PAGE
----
(adsbygoogle = window.adsbygoogle || []).push({}); 0. Background

I am a Doctoral student studying Geographic Information Science. I do a good bit of programming during the course of my work. Recently, I happened upon a problem which I cannot solve on my own (my post-calc math comfort zone is mostly in procedure and repetition, not in formulating new approaches to unseen problems; also, I've forgotten important bits of it). This problem arose as I was working on a statistical analysis package for spatial data.

I am a first time reader and poster, and apologize in advance for any faux pas I may commit out of ignorance.

1. The problem statement, all variables and given/known data

The statistical software component I am developing needs to calculate the distance between two line segments. Not the absolute distance, as that is trivial. In these data, the x and y dimensions represent space and the z dimension is time (t). The distance must be in terms of space, not of time, meaning that for any point (x,y,t) on the first line distance can only be measured to a single point (x2,y2,t) on the second line (obviously where t=t).

2. Relevant equations

None given that I didn't derive myself; as I mentioned, this is not a homework problem per say, but rather a problem encountered in the course of separate research.

3. The attempt at a solution

I've taken enough calculus to know that there lies a solution therein. I can, in theory, derive two parabolas on a 2d plane whose distance corresponds to the distance between the two line segments, and then break out a little calculus and solve it. There are two problems with this approach. First, I don't know how to form a translation that will stretch a curved plane (between two skew lines, i think its what they're called) and flatten it while maintaining its properties (thereby translating the two straight line segments into parabolas). I don't even have the correct math vocabulary to explain that understandably. Second, calculus rarely translates well into a computing environment, so that's a dead end I fear.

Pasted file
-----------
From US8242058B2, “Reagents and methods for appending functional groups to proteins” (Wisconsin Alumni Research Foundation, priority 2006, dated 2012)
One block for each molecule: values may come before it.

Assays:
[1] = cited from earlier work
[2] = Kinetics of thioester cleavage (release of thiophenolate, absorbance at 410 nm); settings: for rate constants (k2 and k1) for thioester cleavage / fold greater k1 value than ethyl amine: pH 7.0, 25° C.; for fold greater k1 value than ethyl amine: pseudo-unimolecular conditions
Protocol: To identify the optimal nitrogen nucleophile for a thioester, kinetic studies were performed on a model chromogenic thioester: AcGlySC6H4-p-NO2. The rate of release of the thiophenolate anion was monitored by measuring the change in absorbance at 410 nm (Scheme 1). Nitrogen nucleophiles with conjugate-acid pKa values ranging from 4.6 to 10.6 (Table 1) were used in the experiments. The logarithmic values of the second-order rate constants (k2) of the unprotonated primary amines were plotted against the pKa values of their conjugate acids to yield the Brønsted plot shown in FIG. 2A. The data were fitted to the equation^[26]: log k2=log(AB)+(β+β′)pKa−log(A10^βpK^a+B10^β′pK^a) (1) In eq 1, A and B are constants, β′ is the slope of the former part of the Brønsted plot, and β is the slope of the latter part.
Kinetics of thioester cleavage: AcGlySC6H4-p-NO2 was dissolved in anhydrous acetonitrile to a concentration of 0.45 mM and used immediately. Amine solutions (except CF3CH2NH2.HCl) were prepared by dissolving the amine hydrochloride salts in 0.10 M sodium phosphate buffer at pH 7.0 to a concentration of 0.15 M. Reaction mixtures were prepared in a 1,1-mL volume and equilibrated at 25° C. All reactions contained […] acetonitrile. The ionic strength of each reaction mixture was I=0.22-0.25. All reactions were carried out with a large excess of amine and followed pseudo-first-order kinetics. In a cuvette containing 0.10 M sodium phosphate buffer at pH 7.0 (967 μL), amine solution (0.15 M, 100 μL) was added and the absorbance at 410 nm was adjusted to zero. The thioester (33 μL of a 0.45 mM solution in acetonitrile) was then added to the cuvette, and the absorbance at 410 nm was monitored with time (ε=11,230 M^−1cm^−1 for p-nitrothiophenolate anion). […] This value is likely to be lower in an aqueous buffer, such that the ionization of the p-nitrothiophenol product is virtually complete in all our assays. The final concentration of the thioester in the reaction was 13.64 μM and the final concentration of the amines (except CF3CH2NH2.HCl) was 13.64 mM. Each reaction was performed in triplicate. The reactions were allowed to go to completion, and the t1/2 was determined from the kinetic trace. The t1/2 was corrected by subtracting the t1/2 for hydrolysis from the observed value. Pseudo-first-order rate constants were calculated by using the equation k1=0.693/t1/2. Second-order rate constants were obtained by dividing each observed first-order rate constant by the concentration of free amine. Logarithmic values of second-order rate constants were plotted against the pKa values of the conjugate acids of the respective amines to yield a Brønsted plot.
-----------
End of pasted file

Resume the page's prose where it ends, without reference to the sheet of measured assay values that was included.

I'm hoping there is a linear algebra / matrix-related solution to my problem.

In my pursuit of this I have formulated the problem as follows:

I start with four points in 3-space:

(F_{x}(t_{0}), F_{y}(t_{0}), t_{0}),

(F_{x}(t_{2}), F_{y}(t_{2}), t_{2}),

(G_{x}(t_{1}), G_{y}(t_{1}), t_{1}),

(G_{x}(t_{3}), G_{y}(t_{3}), t_{3}),

where

t0 <= t_{1}< t_{2}<= t_{3}

and

F_{x}(t) = A_{fx}t + B_{fx}for t in (t_{0}, t_{2})

F_{y}(t) = A_{fy}t + B_{fy}for t in (t_{0}, t_{2})

G_{x}(t) = A_{gx}t + B_{gx}for t in (t_{1}, t_{3})

G_{y}(t) = A_{gy}t + B_{gy}for t in (t_{1}, t_{3})

where A_{fx}, B_{fx}, A_{fy}, B_{fy}, A_{gx}, B_{gx}, A_{gy}and B_{gy}are constants.

Minimize ( (F_{x}(t) - G_{x}(t))^{2}+ (F_{y}(t) - G_{y}(t))^{2})^{0.5}over t in (t_{1}, t_{2})

To explain this, I have 'projected' the two line segments onto the x,t and y,t planes, and derived a general expression for each as a function of t. But now that I have my fancy formulation, I haven't the faintest idea where to go from here. Even a keyword would help me, as I am (obviously) deficient in appropriate math vocabulary.

Anyway, I greatly appreciate any help or suggestions I can get; thanks in advance!

- Scott

**Physics Forums - The Fusion of Science and Community**

# 2D Distance between 3D line segments

Know someone interested in this topic? Share a link to this question via email,
Google+,
Twitter, or
Facebook

Have something to add?

- Similar discussions for: 2D Distance between 3D line segments

Loading...

**Physics Forums - The Fusion of Science and Community**